If you are a programmer and you are looking for work right now you probably know that Python is one of the most sought after job skills for developers today. And with the rise of Machine Learning and AI, demand for Python programmers is just increasing.

Chances are that you go about learning a new language by diving straight into some project and trying to figure it out as you go. That’s a great way to learn, We’re big fans of practical application. It can also be a frustrating way to learn because you keep hitting walls when things don’t go your way. That’s why we give you 5 survival tips to make your transition to Python less frustrating.

1. No Semicolons – No Curly Brackets

Python is known for its simple syntax, in fact a central “pythonic” philosophy is to not use any unnecessary characters. If  you are coming from another programming language such as Java or any C dialect you will have imprinted in your spine that every line must end with a semicolon. In Python you can still do that, it will work. But it is not very pythonic.

There are also no curly brackets. There is no need for them because you must always indent your code, which brings us to the next point.

2. Forced Indents

Meme: Always Indent Wise Man Says

There are two types of programmers in this world. Those who format their code well, and those who don’t. Python enforces us all into good habits, your code simply will not work if you do not indent properly. How to conform? Simply follow that little voice in your head that says “you should have indented this part”.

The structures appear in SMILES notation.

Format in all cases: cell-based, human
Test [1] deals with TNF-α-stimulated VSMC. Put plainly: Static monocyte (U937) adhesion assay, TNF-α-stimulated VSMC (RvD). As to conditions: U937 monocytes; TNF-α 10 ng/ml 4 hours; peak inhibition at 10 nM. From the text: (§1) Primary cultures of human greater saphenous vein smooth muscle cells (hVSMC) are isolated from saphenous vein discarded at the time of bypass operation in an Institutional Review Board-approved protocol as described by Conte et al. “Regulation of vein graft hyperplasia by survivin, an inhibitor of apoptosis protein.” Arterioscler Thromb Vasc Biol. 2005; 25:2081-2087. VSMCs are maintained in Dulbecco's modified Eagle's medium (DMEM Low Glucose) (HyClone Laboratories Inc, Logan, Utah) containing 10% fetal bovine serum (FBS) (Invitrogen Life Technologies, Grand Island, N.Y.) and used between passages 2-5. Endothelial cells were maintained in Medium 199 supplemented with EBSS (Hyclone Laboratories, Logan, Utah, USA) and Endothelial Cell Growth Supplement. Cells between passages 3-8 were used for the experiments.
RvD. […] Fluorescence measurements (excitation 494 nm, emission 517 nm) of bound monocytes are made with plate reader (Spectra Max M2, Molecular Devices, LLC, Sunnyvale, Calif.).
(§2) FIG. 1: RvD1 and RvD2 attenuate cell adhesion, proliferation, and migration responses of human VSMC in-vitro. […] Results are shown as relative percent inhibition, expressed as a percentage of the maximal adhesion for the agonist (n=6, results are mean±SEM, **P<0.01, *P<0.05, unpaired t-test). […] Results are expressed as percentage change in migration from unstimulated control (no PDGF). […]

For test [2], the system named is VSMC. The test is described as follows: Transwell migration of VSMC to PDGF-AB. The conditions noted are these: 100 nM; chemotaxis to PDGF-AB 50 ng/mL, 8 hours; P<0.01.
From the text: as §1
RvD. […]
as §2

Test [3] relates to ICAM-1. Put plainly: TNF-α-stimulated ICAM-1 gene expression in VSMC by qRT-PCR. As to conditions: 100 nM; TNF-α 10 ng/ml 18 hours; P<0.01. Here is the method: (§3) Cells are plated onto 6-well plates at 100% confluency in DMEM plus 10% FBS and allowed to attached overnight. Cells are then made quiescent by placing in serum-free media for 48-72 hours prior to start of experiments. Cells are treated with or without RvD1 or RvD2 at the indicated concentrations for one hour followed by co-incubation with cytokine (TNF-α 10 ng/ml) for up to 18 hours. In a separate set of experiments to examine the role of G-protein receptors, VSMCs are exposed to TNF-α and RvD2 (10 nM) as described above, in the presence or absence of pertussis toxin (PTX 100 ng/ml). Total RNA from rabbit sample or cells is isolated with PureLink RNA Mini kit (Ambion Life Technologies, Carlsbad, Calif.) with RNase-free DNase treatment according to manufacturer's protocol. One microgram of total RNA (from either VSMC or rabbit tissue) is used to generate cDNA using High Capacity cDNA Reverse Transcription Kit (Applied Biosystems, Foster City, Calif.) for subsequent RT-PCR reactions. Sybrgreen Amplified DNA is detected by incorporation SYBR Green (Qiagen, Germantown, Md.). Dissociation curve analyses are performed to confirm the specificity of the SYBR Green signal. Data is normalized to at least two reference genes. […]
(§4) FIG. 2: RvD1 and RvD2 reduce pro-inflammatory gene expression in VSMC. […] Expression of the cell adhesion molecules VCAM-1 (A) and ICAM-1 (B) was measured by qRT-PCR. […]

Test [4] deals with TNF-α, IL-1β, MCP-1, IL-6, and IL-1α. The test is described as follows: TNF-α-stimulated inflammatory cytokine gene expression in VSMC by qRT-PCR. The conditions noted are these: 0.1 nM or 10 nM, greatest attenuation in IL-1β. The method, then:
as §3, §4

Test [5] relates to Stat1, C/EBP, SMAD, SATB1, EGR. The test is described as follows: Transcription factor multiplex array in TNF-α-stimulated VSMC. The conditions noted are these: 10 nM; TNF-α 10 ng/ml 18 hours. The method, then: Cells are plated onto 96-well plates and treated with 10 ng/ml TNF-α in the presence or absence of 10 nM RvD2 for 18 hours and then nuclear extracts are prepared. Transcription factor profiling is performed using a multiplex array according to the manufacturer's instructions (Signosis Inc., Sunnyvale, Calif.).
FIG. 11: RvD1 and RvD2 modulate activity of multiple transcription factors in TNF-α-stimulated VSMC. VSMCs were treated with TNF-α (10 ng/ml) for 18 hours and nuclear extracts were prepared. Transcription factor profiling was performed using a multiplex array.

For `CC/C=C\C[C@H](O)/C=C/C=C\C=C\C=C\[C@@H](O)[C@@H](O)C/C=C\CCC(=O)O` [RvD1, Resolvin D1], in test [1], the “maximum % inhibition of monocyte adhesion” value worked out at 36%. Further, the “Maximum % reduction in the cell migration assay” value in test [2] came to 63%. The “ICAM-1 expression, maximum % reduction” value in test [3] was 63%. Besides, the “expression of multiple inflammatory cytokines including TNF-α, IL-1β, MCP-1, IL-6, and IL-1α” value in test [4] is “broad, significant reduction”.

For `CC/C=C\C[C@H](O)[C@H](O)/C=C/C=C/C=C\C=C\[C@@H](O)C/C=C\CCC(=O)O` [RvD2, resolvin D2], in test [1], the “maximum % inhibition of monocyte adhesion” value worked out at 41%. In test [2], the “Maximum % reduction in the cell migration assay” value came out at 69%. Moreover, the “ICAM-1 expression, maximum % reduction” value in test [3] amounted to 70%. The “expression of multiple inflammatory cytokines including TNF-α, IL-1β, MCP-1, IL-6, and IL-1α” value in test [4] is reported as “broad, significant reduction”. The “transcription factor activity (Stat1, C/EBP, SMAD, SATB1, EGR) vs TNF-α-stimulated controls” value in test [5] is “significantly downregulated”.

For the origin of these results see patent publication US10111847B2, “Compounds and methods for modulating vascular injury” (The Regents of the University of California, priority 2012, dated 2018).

3. Dynamic Types – Nothing To Declare

Python is dynamically typed, which means you generally do not need to worry about what type your variables are. In fact you can even change them to another type during runtime. Your variables are declared when you assign them and Python figures out the type all by itself. So you can do things like this:

>>> a = "Hello I'm a String"
>>> b = 2

>>> type(a)
<type 'str'>
>>> type(b)
<type 'int'>

>>> a = 1 + b
>>> type(a)
<type 'int'>

>>> a

In the above example a starts out as a str, and is then dynamically changed to an int when it gets assigned the value ‘1 + b‘ (which equals 3).

4. Function definition

Functions are defined like this:

def my_function(self, something):

Remember how we said Python does not like unnecessary characters and enforces indents? This makes function definitions really simple. Just a ‘def’ and a colon and any arguments in parentheses. No curly brackets, no “private static void blah blah”. Just define your function and un-indent when your function is  finished.

The strangest thing about Python function definitions is that the first argument is always “self“. You can call it what you want, but it will always be a reference to the current instance of the class. If the first argument is always self, why do we have to type it?

When you call a function you start with argument number two in the functions argument list, because you would never pass self to the function. So calling my_function from above would look like this:


5. Class definitions

Class definitions are even more simple. Again, no curly brackets, no lengthy incantations, just:

class MyClass:

Notice that by convention classnames are written in CamelCase while functions and variables are all lowercase. And don’t forget to indent.

We hope this gives your Python journey a comfortable start, if so please like and share on facebook/twitter/linkedin/anywhere! If there are things you think we should add, please tell us in the comments.

Oh, and before you go, open your Python interpreter and type:

>>>import antigravity